Jamaica Independence Day 2020

Gaston Tabois – Road Menders (1956), Collection: NGJ

The painting Road Menders, by Jamaican Intuitive Gaston Tabois (1924 – 2012), was created in 1956, six years before Jamaica achieved political Independence in 1962. It depicts a group of labourers in the process of building a road. Taking place within an idyllic tropical scene, women and men work together to ‘dig up’ the ground, lay aggregate and pour water. As they work, a steam roller operator paves the areas they had previously completed. In the background, left-hand side of the composition, another woman sits on the ground with a fire going under a vessel, perhaps cooking in preparation for when the workers take their break. 

Despite the fact that Road Menders preceded 1962, its depictions symbolize major themes of Jamaican Independence, which have been used to enrich our contemporary understanding of what becoming a nation may have meant for Jamaicans, such as the ones Tabois portrayed.  These include but are not limited to, the importance of our communities as a part of social, infrastructural and economic development, and also critically, of self-determination. It is the fight for this right that helped Jamaica to achieve self-governance in 1944, a celebration of which Tabois may have considered for this painted scene. It was also the continued advocacy for that right by Jamaicans that helped to establish the new nation of Jamaica on August 6, 1962. 

As we reflect on the circumstances surrounding Jamaica’s first national achievement and the progressions we have made since, let us remember that the journey of nationhood will always be ongoing, transitioning from one generation of citizens to the next. As the current generation of Jamaican people, let us remember that challenges overcome will yield the fruits of resilience, unity and insight for a greater and prosperous future.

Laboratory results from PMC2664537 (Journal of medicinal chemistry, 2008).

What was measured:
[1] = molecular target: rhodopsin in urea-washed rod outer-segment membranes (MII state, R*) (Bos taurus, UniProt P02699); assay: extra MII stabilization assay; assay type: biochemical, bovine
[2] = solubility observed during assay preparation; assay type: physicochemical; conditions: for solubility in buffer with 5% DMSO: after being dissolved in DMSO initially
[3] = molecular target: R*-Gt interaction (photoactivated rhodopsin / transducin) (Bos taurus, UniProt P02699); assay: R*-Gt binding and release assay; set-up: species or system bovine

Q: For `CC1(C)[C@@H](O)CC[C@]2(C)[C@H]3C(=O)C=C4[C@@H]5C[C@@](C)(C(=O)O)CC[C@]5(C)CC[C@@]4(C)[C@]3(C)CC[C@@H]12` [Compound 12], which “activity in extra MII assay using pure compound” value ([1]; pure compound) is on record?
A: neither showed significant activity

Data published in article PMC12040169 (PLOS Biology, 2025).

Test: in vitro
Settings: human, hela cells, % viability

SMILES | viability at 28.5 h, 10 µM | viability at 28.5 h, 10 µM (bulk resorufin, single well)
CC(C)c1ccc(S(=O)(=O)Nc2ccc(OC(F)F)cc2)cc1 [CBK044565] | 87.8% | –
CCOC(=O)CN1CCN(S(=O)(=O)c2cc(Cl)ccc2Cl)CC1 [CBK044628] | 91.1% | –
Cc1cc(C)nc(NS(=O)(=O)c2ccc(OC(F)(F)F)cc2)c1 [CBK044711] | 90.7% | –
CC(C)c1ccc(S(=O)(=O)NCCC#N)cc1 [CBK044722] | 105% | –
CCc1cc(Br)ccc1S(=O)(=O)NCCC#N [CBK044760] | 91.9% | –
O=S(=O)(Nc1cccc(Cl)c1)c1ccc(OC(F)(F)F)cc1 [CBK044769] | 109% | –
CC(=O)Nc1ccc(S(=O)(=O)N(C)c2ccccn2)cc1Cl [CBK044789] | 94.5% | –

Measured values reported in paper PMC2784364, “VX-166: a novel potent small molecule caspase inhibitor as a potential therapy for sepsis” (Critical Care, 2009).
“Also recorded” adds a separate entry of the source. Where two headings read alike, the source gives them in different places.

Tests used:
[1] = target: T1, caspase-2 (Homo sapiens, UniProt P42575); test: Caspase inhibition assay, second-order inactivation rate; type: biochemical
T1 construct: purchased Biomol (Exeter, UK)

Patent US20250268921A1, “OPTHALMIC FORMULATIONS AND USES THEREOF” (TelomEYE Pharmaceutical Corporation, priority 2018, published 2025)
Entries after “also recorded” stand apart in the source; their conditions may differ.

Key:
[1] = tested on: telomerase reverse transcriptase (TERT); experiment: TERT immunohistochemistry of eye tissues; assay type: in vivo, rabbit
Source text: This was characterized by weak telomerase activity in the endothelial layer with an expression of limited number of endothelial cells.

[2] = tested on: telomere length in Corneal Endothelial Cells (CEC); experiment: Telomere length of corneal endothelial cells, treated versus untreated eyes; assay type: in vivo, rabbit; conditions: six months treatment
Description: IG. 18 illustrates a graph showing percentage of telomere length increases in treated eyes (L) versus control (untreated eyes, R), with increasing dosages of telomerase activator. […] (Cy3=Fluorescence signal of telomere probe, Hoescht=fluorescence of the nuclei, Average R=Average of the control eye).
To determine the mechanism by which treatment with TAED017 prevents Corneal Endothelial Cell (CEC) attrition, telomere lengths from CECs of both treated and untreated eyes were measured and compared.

Happy Independence Day, Jamaica!

In Memoriam Albert Artwell (1942-2018)

Albert Artwell holding “Black Star Liner”. Image courtesy of Jessica Ogden.

The National Gallery of Jamaica has received the sad news of the passing renowned intuitive painter Albert Artwell.

Albert Artwell was born in 1942 to farming parents in Catadupa St. James. He attended school in the same district and eventually became a farmer himself. At the age of 26 he grew locks after having visions of the Biblical prophets Abraham and Moses and saw himself as a shepherd of the Rastafari faith. Deeply religious, he differentiated himself from other Rastafari claiming to be a ‘Hebrew,’ “because he recognized Abraham as the father of the Israelites.” The genesis of his artistic production can be traced back to the highly decorated hardboard panels on which he used to write verses from the Bible that held personal significance for him.  Religious visions played a critical role in his artistic development, as they were noted as the inspiration for his decision in 1975 to begin illustrating scenes from the Bible which proved to be recurrent themes in his painting for the rest of his career.